SFU Football Alumni Spotlight: Mark Bailey

The current president finds purpose in football and honouring past players

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headshot of SFU Football Alumni president, Mark Bailey.
PHOTO: SFU Athletics

By: Hannah Kazemi, Staff Writer

We often hear about SFU athletes who have stepped up or had a particularly impressive season, but what happens to those athletes when they graduate and leave SFU? For the final piece in this series, The Peak spoke with Mark Bailey, current president of the SFU Football Alumni Society, and former linebacker of the SFU football team from 2007–2009, to find out why he continues to support SFU’s young student athletes.

Bailey’s senior year with SFU was cut short when the athletics program began discussing a move from USPORTS to the National Collegiate Athletic Association (NCAA) in 2009. “There were a number of individuals, including myself, that were ineligible to play in the NCAA due to the eligibility [rules],” said Bailey. “We weren’t allowed to be grandfathered into the collegiate league in our senior years.” Bailey transferred to UBC to play his final year with the Thunderbirds, while many of his teammates found themselves at universities all over the country to play out their final year of university football.

Two years prior to Bailey’s arrival to SFU, the team was experiencing a significant losing streak. At one point during the linebacker’s first season, the team had went “25 games in a row without a win.” It wasn’t until SFU’s first victory against UBC to kickoff their 2008 sesaon that things started to turn around. “Myself, as well as our starting quarterback, [Bernd Dittrich] — who unfortunately passed away the following year due to an undetected heart condition — were both nominated as the national defensive and offensive players of the week across the country,” said Bailey. “As time had gone on, we ended up beating the number two ranked team in the country, which was, at that time, the University of Saskatchewan. We beat them at BC Place [ . . . ] which then made us a nationally ranked team.”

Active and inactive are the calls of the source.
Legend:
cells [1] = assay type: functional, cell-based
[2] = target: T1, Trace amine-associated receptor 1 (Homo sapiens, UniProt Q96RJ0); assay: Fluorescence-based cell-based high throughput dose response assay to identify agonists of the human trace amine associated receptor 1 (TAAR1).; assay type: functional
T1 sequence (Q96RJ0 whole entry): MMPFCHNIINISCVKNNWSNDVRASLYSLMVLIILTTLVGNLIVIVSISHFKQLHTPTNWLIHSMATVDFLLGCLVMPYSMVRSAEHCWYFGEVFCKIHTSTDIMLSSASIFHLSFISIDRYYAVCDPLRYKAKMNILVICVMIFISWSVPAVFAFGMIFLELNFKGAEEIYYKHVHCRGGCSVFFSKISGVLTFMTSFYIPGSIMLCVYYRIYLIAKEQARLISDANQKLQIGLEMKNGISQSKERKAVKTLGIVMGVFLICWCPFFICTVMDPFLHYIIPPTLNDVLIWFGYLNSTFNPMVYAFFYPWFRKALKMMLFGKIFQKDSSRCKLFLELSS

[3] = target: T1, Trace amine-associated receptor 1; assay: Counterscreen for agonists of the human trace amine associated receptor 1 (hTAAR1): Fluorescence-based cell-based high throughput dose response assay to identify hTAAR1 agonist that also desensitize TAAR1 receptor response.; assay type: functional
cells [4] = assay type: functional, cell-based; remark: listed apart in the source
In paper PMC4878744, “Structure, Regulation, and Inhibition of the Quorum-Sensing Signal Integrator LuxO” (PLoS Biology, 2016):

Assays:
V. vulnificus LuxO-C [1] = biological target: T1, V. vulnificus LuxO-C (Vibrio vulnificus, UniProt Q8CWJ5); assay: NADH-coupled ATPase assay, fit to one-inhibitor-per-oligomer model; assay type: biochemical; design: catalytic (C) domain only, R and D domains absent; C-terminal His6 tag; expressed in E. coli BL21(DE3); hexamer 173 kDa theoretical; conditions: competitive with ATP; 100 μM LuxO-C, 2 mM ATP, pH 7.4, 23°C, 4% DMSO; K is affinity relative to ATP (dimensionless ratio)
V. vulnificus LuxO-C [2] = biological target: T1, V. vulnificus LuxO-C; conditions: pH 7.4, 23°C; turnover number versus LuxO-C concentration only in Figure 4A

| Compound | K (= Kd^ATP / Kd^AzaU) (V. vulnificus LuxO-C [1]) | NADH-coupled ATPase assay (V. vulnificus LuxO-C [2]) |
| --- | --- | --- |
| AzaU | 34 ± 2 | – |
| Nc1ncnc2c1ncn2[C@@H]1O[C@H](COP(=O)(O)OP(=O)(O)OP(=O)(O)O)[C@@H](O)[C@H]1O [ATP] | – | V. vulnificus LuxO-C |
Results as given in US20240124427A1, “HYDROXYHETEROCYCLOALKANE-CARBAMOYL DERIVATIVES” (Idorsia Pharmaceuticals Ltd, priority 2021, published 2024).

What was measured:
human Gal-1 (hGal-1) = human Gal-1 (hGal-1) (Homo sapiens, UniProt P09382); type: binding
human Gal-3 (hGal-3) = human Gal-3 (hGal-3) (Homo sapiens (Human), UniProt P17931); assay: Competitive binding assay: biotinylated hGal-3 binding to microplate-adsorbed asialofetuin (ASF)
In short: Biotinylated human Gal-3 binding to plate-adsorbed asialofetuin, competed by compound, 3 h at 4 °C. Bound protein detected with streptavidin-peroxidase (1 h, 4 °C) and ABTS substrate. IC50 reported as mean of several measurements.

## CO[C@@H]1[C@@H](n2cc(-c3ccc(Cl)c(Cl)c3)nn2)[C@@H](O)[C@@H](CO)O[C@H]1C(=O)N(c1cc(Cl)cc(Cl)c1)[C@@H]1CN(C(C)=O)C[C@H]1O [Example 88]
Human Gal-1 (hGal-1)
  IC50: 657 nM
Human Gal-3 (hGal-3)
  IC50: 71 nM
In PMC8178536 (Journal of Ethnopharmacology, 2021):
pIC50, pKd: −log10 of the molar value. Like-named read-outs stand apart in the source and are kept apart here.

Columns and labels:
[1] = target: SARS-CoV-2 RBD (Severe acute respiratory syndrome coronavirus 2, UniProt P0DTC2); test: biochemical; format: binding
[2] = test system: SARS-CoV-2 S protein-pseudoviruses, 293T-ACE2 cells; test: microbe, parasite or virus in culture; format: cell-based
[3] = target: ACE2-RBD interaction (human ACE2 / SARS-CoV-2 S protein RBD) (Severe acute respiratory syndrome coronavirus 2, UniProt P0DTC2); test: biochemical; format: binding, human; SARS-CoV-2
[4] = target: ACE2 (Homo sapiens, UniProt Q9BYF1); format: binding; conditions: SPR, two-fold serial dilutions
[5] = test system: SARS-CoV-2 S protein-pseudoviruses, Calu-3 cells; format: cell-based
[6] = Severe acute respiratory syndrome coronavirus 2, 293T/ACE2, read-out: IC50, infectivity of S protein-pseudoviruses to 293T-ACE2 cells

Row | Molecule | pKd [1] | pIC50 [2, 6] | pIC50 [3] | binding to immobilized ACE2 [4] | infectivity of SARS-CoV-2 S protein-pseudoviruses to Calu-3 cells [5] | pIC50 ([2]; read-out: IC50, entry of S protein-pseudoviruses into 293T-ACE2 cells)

Bailey became president of the Football Society in 2016, but has been supporting SFU football athletes well before that. On Remembrance Day in 2011, Bailey established the Bernie Bowl to commemorate Dittrich’s passing two years earlier. In 2016, all the money raised through the event was used to create a scholarship for SFU football athletes in Dittrich’s name. 

Bailey attributes the support he received from alumni when he was a student athlete as the catalyst for his current involvement in SFU’s football program. “A lot of the alumni were quite involved with us as student athletes, and provided opportunities to find career paths,” said Bailey, who was one player to receive a job from an alumni. “Through that job, I was able to develop my skills [and] apply myself to another portion of that industry, [where] I found some career development and success.” Bailey referred to SFU’s football program as “more of a brotherhood,” and commended its ability to help navigate a good work-life balance: an especially necessary skill for student athletes.

“It’s important for them to know that there’s already been people before them that have gone through a lot of the same adversity that they have to balance.” 

Going forward, Bailey sees the Football Society broadening their impact by “providing more engagement and inclusion for the university campus and its students, alumni, staff and supporters as a whole. 

“It’s bigger than football. It’s bigger than each of us as individuals.”